There’s something historic, and very interesting, going on in Hilo this weekend. Do you know about the vaka? The canoes?
They are seven Polynesian-style canoes, representing different Pacific Islands, and all built in the last two years for this particular mission. Their crews have spent the past two months voyaging from Aotearoa (New Zealand) to Hawai‘i, and Hilo is their first landfall. They arrived yesterday at Hilo Bay.
They are calling their journey Te Mana O Te Moana. “The Spirit Of The Sea.”
“…Several thousand years ago, the Polynesian ancestors traveled the Pacific on great voyaging canoes, called vaka moana, using only the stars, the ocean, and the surrounding wildlife to navigate, and lived closely connected to the sea. In crossing the Pacific from Aotearoa to Hawai’i, we aim to sail in the ancestors’ wake and learn from their wisdom. We want to teach young people about this old bond with the sea.”
Richard went by yesterday, and saw five of them already moored and latched together. “I watched the last two canoes, with their sails down, tie up,” he said. “They had someone blow the conch shell as they approached. People seemed very much aware of the historical nature of this event.
(Renowned hula master Pua Kanahele)
“The canoe folks stayed on board and some did special ceremonies, ending with each person hugging the rest individually. I left after they all arrived,” he said. “But more and more people were coming by to participate in history being made.”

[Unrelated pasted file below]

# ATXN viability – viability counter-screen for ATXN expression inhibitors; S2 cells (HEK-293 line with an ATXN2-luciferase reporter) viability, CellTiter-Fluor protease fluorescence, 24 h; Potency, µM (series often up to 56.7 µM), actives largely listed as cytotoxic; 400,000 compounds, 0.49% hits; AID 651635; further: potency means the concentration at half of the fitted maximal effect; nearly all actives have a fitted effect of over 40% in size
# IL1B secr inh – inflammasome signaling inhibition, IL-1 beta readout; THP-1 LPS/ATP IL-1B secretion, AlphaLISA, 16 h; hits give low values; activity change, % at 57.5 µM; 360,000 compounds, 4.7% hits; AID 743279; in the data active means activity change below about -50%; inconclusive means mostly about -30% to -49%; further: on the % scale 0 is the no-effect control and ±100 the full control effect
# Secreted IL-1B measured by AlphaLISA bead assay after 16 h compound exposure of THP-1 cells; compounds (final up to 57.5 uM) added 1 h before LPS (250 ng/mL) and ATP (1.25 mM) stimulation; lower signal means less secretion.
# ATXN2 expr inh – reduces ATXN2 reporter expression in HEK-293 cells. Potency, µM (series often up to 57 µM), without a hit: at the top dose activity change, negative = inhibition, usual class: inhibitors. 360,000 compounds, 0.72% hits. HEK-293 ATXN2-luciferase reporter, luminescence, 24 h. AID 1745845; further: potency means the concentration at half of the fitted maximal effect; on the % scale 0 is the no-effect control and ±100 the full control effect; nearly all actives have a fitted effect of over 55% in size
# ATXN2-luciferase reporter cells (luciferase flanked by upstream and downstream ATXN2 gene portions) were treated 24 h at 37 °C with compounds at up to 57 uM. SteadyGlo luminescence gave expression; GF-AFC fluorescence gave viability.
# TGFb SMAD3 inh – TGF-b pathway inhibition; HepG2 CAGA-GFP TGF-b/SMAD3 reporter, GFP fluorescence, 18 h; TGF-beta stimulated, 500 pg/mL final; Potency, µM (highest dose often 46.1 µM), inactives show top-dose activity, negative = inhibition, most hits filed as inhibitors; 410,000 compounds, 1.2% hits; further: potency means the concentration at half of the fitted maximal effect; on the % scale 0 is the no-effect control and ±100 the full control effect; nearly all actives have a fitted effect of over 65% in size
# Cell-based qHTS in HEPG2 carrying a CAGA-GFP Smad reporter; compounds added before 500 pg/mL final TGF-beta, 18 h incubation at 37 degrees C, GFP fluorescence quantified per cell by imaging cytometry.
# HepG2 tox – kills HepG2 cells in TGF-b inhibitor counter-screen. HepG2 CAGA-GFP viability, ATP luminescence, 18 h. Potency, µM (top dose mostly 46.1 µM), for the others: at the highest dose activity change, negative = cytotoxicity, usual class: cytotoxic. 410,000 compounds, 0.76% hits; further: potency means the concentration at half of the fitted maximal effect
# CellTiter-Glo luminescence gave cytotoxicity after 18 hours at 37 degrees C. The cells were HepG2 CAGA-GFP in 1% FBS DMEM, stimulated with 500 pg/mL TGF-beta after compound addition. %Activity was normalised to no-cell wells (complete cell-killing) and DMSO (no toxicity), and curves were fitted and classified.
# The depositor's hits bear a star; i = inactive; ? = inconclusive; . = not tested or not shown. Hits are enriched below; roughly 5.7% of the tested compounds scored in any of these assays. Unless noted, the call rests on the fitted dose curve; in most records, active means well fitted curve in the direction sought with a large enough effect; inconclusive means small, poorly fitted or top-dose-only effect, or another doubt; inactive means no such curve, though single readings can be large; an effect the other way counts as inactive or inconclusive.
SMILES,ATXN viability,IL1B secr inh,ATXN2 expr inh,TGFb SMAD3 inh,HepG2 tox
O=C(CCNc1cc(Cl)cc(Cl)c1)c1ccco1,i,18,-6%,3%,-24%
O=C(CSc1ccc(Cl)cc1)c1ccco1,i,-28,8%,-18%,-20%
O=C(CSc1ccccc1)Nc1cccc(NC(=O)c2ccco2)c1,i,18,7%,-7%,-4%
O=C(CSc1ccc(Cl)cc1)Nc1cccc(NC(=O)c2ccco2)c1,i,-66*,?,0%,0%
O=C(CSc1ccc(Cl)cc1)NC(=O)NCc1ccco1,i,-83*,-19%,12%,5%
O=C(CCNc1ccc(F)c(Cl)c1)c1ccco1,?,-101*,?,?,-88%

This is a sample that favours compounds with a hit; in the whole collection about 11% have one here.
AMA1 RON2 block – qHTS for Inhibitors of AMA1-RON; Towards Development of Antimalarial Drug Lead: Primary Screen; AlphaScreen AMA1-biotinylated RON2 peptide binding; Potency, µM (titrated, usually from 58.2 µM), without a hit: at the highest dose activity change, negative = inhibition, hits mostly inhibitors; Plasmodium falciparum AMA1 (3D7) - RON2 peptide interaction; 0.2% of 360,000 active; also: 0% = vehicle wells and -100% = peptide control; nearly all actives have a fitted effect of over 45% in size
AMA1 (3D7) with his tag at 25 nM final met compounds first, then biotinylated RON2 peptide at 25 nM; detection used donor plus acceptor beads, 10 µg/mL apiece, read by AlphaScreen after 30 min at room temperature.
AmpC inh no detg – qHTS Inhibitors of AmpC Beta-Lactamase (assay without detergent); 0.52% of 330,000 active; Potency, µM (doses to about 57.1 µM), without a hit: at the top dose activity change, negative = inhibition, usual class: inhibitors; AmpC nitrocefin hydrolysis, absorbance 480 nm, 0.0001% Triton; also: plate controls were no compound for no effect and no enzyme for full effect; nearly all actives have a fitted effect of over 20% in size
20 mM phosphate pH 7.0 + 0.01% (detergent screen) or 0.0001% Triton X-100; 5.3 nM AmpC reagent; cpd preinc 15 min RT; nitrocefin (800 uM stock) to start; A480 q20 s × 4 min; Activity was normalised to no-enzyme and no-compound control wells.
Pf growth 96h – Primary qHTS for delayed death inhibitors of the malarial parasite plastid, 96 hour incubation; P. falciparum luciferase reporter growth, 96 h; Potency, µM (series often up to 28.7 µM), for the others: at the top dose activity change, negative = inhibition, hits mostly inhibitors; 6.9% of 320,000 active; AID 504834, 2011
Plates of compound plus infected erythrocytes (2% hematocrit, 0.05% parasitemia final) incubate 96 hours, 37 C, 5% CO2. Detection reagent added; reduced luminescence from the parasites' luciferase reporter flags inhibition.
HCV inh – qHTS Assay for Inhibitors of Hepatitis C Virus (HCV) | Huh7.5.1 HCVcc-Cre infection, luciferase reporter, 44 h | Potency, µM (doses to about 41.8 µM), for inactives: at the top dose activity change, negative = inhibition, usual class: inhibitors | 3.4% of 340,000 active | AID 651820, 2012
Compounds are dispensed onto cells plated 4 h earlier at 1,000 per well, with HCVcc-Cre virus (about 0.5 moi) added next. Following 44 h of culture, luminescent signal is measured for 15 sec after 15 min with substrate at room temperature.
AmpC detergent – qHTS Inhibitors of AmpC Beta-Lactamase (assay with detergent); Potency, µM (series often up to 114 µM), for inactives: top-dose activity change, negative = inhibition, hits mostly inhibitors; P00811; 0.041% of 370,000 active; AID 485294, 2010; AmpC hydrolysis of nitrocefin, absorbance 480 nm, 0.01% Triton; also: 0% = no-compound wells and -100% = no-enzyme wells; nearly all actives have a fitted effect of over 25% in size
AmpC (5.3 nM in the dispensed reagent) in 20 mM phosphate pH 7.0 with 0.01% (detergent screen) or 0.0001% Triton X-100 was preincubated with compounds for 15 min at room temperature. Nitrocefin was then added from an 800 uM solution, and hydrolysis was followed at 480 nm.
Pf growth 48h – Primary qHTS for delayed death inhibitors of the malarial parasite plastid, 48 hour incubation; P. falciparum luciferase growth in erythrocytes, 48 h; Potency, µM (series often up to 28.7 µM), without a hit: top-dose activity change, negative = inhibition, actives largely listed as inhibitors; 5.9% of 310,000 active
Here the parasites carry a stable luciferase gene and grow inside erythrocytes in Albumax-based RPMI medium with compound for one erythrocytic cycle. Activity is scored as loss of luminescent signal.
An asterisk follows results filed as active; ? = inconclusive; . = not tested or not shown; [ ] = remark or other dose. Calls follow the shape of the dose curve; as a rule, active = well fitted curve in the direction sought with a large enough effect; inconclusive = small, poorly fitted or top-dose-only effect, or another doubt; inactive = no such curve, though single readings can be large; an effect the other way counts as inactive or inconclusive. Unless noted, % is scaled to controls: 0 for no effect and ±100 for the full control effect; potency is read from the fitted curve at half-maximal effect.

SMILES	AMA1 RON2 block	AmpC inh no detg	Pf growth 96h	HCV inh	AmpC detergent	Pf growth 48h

(Sitting: Patrick Kahawaiola’a, President of the Keaukaha Community Association)
The public is invited to be a part of the official welcoming ceremony on Sunday at Hilo One (“Hilo O-nay.” “One” is the Hawaiian word for sand). Ceremonies at the bayfront beach start at 8 a.m. on the water. Then the vaka will sail to shore, anchor, and come ashore for on-shore activities at 10 a.m., which are scheduled to run through about 2 p.m.
(Palekai is the beach park near where the canoes moored yesterday.)
Kalepa Baybayan, Navigator-in-Residence at Hilo’s ‘Imiloa Astronomy Center, said that the welcome ceremony is both so the community has a chance to see the seven canoes on the water, and also as an official exhange between our community and the ones arriving. “To formally welcome them to Hawai‘i, and Hilo,” he said.
“It’s a rare event,” he said, “and will probably never happen again in our lifetime. Seven canoes from the south Pacific sailing to Hawai‘i. This is a first.”
From the website:
“We’re sailing across the Pacific to renew our ties to the sea and its life-sustaining strength. The ocean is the origin of life, and it continues to give us air to breathe, fish to eat, and nourishes our soul as well. As threatened as the ocean is now, however, it soon can no longer provide us with these essential life services. Sailing together, we seek the wisdom of our ancestors and the knowledge of scientists to keep the Pacific healthy and give our grandchildren a future.”
Sailing across the Pacific on seven vaka is to raise awareness about the state of the ocean developed gradually. Dieter Paulmann, the founder of Okeanos – Foundation for the Sea, has felt a strong connection to the sea for his whole life.
Richard met and had lunch with Dieter the other day, and said they have some things in common. “Mostly around how to deal with finite resources in a way that is beneficial for future generations,” he said.